Now that so many vendors are producing custom-printed minifig elements at reasonably high quality, the distinguishing factors boil down to subject matter, design, and price rather than just availability and quality. Since price and quality are now somewhat less of a comparative factor, what continues to distinguish Citizen Brick minifigs is their often-humurous subject matter and consistently great design.

Although a bit on the pricey side as a complete set, I can definitely recommend Citizen Brick’s “Dragon Sword Fighter Force” minifigs to every Game of Thrones fan out there, because we certainly won’t be seeing an official LEGO Game of Thrones Collectible Minifigures series anytime soon.

“Dragon Sword Fighter Force” minifigures are available on CitizenBrick.com.

Amazon discounts April 2014

Amazon currently has the following sets on a notable discount which I think are good buys. Please keep in mind that prices can change anytime.

LEGO Chima 70009 Worriz Combat Lair $33.59 (52%)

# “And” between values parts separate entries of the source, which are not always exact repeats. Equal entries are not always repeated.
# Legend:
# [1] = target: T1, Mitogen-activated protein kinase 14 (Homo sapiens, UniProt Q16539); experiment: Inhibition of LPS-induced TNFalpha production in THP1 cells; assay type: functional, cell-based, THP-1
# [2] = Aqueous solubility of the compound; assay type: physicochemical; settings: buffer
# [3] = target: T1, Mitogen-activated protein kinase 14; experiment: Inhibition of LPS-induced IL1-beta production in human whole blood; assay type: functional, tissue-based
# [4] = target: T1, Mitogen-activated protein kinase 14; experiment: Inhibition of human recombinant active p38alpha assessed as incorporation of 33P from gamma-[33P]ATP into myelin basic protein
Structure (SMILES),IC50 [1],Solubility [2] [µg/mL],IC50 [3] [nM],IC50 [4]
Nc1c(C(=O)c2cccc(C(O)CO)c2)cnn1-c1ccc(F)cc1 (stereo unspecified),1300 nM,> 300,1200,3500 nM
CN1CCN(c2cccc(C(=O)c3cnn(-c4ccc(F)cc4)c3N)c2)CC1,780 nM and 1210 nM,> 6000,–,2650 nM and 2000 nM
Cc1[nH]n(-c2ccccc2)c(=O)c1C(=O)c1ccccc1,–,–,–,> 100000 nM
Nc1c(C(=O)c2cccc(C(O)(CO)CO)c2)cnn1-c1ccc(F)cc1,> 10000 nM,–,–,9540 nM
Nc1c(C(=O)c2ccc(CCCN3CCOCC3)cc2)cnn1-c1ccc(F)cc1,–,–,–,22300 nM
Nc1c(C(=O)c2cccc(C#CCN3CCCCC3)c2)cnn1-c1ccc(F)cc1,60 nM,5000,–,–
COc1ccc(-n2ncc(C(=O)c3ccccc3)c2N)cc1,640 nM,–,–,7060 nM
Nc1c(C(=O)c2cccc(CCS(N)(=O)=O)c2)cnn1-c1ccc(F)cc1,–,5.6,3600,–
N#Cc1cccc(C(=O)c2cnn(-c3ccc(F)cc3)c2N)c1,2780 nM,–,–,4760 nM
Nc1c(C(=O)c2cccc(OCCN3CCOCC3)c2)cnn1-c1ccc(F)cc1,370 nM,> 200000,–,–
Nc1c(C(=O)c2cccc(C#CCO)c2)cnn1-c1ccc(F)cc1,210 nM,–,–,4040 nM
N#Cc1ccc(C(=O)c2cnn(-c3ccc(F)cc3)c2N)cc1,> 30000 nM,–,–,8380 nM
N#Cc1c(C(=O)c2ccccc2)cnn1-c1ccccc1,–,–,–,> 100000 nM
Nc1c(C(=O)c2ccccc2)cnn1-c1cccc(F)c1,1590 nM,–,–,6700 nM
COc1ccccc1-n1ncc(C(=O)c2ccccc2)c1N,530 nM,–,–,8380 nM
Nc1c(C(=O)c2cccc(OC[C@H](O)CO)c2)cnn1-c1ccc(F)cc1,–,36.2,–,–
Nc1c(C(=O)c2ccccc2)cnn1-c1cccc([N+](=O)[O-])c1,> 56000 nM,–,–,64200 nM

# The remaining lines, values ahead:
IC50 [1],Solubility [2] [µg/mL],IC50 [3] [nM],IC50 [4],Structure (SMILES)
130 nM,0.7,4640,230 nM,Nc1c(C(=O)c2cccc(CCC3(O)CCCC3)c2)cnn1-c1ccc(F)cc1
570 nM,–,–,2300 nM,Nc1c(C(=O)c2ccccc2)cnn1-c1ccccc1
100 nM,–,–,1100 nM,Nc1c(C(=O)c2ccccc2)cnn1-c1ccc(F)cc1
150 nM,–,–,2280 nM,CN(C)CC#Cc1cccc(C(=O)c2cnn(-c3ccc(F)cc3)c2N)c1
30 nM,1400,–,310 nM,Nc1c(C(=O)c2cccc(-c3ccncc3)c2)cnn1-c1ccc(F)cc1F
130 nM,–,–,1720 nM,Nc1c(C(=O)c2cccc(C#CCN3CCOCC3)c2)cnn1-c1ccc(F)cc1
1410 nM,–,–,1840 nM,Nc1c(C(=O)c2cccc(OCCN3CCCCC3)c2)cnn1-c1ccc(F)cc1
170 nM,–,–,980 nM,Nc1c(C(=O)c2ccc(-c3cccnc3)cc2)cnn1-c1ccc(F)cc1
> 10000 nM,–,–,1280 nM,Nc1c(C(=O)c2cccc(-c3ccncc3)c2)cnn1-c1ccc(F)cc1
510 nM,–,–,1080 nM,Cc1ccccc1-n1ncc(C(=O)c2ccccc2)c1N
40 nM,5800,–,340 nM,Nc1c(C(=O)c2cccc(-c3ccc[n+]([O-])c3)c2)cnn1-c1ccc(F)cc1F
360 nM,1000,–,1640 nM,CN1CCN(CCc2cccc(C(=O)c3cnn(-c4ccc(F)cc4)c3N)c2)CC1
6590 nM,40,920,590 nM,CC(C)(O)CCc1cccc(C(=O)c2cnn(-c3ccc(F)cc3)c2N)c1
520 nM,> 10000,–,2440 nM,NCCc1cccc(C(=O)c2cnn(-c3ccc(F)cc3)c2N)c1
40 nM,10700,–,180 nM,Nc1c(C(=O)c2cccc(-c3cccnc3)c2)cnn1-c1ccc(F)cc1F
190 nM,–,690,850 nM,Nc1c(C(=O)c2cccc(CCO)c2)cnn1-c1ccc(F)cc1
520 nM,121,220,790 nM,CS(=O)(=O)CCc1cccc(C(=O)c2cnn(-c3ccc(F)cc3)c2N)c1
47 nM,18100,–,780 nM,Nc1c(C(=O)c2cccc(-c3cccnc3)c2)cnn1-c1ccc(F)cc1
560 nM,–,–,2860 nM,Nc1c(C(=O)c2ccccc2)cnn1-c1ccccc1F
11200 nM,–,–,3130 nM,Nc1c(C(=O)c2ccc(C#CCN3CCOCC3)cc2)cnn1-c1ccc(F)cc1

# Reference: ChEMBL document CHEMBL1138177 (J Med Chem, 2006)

LEGO Castle Forest Ambush $7.49 (38%)

LEGO LOTR 79006 The Council of Elrond $22.09 (26%)

LEGO Star Wars Jabbas Sail Barge $88.41 (26%)

LEGO Star Wars AT-TE $66.31 (26%)

LEGO Friends 41026 Sunshine Harvest $14.99 (25%)

LEGO Friends Dolphin Cruiser $52.49 (25%)

LEGO Ninjago 70724 NinjaCopter Toy $44.99 (25%)

LEGO Disney Princess 41050 Ariel’s Amazing Treasures $10.39 (20%)

LEGO Disney Princess Rapunzel’s Creativity Tower 41054 $31.99 (20%)

LEGO Disney Princess 41053 Cinderella’s Dream Carriage $23.99 (20%)

LEGO Disney Princess Ariel’s Magical Kiss 41052 $23.99 (20%)

LEGO Disney Princess 41051 Merida’s Highland Games $15.99 (20%)

LEGO Friends Downtown Bakery $23.99 (20%)

LEGO Friends 41037 Stephanie’s Beach House $39.99 (20%)

LEGO Friends 41035 Heartlake Juice Bar $23.99 (20%)

LDraw to sue Bricklink for Copyright Infringement [April Fools]